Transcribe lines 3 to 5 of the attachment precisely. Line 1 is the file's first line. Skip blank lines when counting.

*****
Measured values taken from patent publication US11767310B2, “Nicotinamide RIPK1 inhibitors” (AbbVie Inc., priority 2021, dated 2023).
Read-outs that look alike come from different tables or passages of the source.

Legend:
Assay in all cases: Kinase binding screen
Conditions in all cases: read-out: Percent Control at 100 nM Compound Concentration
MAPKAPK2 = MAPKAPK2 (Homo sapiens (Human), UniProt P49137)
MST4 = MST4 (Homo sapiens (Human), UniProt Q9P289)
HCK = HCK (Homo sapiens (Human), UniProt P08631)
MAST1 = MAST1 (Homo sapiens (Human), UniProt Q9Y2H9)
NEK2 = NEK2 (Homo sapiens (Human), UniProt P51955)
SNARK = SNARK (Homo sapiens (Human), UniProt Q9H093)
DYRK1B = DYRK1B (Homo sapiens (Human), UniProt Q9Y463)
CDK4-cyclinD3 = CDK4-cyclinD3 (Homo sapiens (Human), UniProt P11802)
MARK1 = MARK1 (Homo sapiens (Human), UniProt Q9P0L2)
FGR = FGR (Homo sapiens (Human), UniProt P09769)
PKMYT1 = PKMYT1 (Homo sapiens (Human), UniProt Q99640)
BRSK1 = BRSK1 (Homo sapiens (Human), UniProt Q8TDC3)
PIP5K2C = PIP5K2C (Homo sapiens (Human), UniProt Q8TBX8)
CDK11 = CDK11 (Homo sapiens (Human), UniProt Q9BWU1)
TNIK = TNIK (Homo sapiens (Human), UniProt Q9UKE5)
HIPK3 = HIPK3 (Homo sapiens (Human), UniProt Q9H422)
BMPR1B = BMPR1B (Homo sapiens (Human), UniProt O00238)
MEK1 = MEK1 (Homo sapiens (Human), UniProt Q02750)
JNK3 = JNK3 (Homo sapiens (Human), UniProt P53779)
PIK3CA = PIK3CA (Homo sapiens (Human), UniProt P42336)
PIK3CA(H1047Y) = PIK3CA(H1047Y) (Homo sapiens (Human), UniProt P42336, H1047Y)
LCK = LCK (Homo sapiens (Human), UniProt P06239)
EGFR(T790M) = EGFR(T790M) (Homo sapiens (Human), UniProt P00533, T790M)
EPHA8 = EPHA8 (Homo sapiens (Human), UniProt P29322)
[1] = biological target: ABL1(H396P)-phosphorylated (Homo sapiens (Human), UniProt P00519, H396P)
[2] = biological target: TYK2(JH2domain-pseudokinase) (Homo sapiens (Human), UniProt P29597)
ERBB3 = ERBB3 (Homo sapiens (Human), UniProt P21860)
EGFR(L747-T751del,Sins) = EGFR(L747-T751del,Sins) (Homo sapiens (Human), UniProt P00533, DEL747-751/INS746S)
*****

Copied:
Legend:
Assay in all cases: Kinase binding screen
Conditions in all cases: read-out: Percent Control at 100 nM Compound Concentration